Jean Bennett:

When I first began studying blindness, there were no genes that had been identified, which caused blinding disease.

Walter Isaacson:

Jean Bennett is the co-director for the center for Advanced Retinal and Ocular Therapeutics.

Jean Bennett:

And gradually with the progress of the human genome project, more and more genes were identified. And now they’re more than 270 different genes, which if mutated can cause blindness.

Walter Isaacson:

Back in the 1990s, there were amazing advances in the science of gene cloning and biologists began to realize that if we could replace defective genes with healthy ones, we could potentially target genetic diseases at the roots. It’s an exciting field called gene therapy.

Jean Bennett:

The success of gene therapy depends upon the ability to efficiently and safely deliver the gene to the target cells. And one of the most amazing developments in the 1990s was the recognition that a virus can be harnessed and the genes which allow it to replicate in a host cell can be removed. And instead, those can be replaced with the genes that you want to insert inside the cell.

Walter Isaacson:

What Bennett is describing is called a viral vector. Think of it as a gene delivery vehicle, biologists can load the vehicle with a clone gene and surgically implant it to replace a defective gene. And here’s where the retina reminds us again, how special it is. In most parts of the human body our cells keep dividing after we’re born. If you deliver a viral vector to most cells, the virus will probably be attacked by the body’s immune system or simply be lost in the shuffle of cell division. But the cells in the retina don’t divide after we’re born. It’s like the retina is a walled garden, a sanctuary where if you deliver a gene on the back of a virus, it will stay where it’s supposed to and nothing will harm it. And this makes the retina perfect for gene therapy.

Walter Isaacson:

In her lab in Pennsylvania Bennett has spent the last decade focused on one particular gene in the retina called RPE 65. A mutation in this gene can lead to a blinding disease called Leber Congenital Amaurosis or LCA, which affects about one in every 40,000 people in the United States. In fact, it’s one of the most common causes of blindness in children. Bennett and her colleagues figured out that there’s actually a similar genetic mutation in some dogs. And this is where they first tested their gene therapy. When she loaded up a replacement gene and delivered it to the dog’s retina, the results were almost magical.

Jean Bennett:

When they received their first injection of the gene therapy region within days, they began to see, they began to notice that the technicians who were taking care of them were walking back and forth in the room. They’d follow them with their eyes and their heads and act like normal puppies. They would play tug of war. They would catch balls that would be tossed to them. Interact with the other dogs. Tails would be wagging. Their whole behavior. Their whole stance changed.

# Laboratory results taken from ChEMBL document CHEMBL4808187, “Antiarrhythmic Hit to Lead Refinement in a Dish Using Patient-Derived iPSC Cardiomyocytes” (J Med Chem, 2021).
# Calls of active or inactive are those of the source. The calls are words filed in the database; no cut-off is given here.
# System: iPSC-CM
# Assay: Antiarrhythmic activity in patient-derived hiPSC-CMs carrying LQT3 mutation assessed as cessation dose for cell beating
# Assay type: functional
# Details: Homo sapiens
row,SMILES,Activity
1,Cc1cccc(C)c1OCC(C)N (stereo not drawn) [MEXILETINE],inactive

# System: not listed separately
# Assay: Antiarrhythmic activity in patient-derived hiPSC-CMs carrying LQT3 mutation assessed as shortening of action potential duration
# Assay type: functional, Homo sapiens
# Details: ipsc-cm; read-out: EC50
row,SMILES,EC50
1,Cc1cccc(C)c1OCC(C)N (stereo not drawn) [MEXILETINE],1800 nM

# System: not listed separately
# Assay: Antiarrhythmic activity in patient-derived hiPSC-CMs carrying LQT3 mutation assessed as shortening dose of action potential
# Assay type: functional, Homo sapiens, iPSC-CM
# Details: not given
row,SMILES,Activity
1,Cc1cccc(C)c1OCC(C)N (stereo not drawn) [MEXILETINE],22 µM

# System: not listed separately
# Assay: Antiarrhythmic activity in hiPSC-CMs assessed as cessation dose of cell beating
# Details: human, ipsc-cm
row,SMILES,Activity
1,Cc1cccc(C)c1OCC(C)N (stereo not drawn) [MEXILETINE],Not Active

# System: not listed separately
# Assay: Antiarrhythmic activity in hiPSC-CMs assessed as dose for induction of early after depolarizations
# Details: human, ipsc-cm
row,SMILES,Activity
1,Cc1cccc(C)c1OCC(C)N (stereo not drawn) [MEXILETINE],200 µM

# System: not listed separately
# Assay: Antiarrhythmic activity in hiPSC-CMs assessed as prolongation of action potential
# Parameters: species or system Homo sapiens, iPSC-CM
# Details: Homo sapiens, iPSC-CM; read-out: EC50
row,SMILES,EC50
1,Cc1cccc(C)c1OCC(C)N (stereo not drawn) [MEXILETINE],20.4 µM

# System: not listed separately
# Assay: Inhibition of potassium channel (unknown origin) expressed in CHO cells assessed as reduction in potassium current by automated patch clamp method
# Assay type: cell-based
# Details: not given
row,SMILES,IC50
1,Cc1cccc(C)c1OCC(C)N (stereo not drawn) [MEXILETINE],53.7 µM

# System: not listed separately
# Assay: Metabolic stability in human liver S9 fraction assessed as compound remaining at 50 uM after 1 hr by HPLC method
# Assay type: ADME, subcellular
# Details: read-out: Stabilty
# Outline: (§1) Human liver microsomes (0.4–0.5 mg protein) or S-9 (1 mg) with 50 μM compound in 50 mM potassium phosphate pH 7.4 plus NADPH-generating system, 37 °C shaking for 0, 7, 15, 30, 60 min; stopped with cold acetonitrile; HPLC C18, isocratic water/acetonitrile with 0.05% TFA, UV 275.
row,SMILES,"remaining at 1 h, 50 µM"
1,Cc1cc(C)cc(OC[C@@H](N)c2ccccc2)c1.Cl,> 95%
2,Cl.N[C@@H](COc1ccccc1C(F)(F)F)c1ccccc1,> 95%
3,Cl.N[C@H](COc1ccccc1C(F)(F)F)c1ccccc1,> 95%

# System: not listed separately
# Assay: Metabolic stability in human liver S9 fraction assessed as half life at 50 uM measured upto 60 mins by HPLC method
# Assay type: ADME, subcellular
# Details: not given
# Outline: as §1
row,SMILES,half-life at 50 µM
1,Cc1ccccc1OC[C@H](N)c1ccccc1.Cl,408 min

Walter Isaacson:

The success of those early experiments had Bennett feeling optimistic.

Jean Bennett:

But of course our first reaction was, wow, we can make blind puppies see. Wouldn’t it be amazing if we could make blind children see? And we did test it in humans and we tested it in adults and in children born with mutations in the RPE 65 gene, the same gene that causes the blindness in the dogs, and lo and behold, they can see now.

Walter Isaacson:

In 2017, after many clinical trials, the FDA approved this particular gene therapy to treat LCA. The first of its kind. Today, many other therapies are in advanced stages of clinical trials, including those using gene editing or CRISPR technology to do similar things. Bennett believes we’re on the cusp of an exciting new era in the battle against blindness, but she cautions against any premature celebration of finding a cure.

Jean Bennett:

Although the patients that we treated 10 years ago continue to show robust improvements in their vision we don’t know what’s going to happen going forward. This is still somewhat of an experiment and we’re following these patients over time. And we certainly hope that they will show the same level of vision in another 10 or 20 years. So time will tell whether or not this is a cure.

Walter Isaacson:

It’s not hard to look at these doctors and inventors and mistake them from miracle workers. After all, what could be more miraculous than lifting the veil of darkness, but they would all tell you the same thing. There are many challenges ahead and more puzzles to solve. The retina still has much to reveal about itself, but one thing we know way off in the distance on a dark night, at least we can now see little spots of light. I’m Walter Isaacson and you’ve been listening to Trailblazers, an original podcast from Dell technologies. If you’d like to learn more about any of the guests on today’s show, please visit delltechnologies.com/trailblazers. Thanks for listening.